The Perils of Processor and Bandwidth 'Abundance'


Software developers used to work within relatively extreme constraints. Memory was sharply limited and processors were slow. As processors have continued to double capacity about every two years, those constraints have become relatively unimportant. But that also means developers no longer have to consider code efficiency as they once did. Read more here.

For most, perhaps nearly all developers these days, the "efficiency" of their apps (how much memory is consumed)  is often the last thing they think about when creating a new application. Their top priority is making sure the app performs well, not whether it will consume an inordinate amount of data. App Developers and the Data Cap Dilemma

"It's actually generally the last – it's pretty low on the priority list," says Patrick Emmons, co-founder of Web and application development firm Adage Technologies.Emmons says this isn't because developers are lazy or unconcerned about their apps hogging an ordinate amount of data. As he explains it, data efficiency goes hand in hand with the performance of an app, so there's no need to specifically prioritize data use.Build a well-performing app, and chances are it will use data more efficiently than an app that performs badly. "It's kind of a corollary issue," Emmons says.

One might argue there is a somewhat-similar corollary in the broader application provider business. Third-party apps do not pay directly for use of broadband access connections, so there generally is no business imperative to design apps in ways that minimize bandwidth consumption or signaling overhead. That is less true in the mobile domain, though, as signaling issues with the iPhone have in the past been redesigned to affect the mobile signaling network less intensively. Signaling can cause network congestion

In the mobile domain, the design of an application can affect the amount of network traffic. Read more here. Still, app providers haven't had to worry much about the bandwidth implications too much, except to watch as access speeds have improved, in principle improving user experience for most applications. 

That could get to be an issue, in some cases, as more apps incorporate video and other media types that require sustained access to both high-quality and fair amounts of bandwidth. Of course, the other issue is an industry-wide switch to buckets of usage, rather than formally "unlimited" plans. Where in the past a streaming video provider might not have had to worry about bucket of bandwidth issues, that likely will become more important. That is one reason Netflix allows users to select from three "quality" settings when watching streaming video, emphasizing either image quality or bandwidth economy. User defined bandwidth settings can be important.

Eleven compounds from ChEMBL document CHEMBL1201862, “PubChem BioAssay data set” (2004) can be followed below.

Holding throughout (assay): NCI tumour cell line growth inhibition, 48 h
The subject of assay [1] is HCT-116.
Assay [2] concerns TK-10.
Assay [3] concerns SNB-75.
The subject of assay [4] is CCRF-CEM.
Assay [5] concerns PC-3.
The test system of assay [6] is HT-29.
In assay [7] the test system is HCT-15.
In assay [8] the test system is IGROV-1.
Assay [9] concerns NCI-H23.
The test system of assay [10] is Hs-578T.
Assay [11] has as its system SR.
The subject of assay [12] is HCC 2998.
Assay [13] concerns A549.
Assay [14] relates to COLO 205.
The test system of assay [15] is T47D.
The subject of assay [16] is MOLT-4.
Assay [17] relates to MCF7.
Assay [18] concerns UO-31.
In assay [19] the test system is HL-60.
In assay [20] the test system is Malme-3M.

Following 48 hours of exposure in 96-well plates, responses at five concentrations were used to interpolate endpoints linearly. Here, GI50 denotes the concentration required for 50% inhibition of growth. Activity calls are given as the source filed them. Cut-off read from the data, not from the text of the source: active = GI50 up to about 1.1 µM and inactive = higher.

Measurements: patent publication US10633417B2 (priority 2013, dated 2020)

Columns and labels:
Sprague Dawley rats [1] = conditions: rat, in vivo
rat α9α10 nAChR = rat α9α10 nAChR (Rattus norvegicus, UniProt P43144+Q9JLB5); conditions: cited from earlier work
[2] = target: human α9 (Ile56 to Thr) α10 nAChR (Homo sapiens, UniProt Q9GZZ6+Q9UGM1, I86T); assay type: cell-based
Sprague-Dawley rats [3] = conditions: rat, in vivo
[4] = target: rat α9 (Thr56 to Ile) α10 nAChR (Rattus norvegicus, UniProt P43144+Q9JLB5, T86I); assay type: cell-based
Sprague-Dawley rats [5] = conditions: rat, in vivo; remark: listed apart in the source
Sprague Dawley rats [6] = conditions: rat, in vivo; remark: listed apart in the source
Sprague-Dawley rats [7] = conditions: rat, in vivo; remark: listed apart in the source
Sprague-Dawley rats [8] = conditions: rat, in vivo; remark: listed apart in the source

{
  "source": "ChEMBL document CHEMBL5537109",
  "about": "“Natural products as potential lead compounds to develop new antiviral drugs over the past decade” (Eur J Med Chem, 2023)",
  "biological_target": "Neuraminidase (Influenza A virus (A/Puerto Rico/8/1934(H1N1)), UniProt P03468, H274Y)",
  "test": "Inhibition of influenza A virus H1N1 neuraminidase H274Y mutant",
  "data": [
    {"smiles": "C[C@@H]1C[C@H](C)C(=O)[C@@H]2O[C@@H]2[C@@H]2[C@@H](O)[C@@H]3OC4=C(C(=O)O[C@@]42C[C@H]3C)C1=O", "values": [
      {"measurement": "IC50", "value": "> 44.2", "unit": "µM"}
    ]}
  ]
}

In principle, subscriber or partner payments for bandwidth almost have to grow substantially over time. The reason is the simple change in revenue dynamics for all communication service providers. Basically, where 70 percent of revenue is generated by voice, service providers must assume that contribution will continue to decline over time, forcing providers to generate an equivalent amount of replacement revenue from broadband services to compensate. If one assumes that voice services ultimately will be a smallish revenue contributor, then broadband services must grow to replace nearly all current voice revenue. 

As an example, if one assumes that a triple play service costing $130 a month consists of three services each generating about $43 a month, and voice will drop from $43 a month to perhaps $10 a month, then the other services must increase in price by a combined $33 a month, just to keep revenues neutral. If one allocates half of the increase to video and other services, and half to broadband access, then today's $43 a month access service becomes a $60 a month service, for example. 

The peril of abundance is that developers do not have to code for efficiency. The network equivalent is that as applications start incorporating more video, more bandwidth is required. And, as Netflix already has done, in some cases "efficiency" might start to become a more important design requirement. 

Gary Kim is a contributing editor for TechZone360. To read more of Gary’s articles, please visit his columnist page.

Edited by Rich Steeves

Contributing Editor

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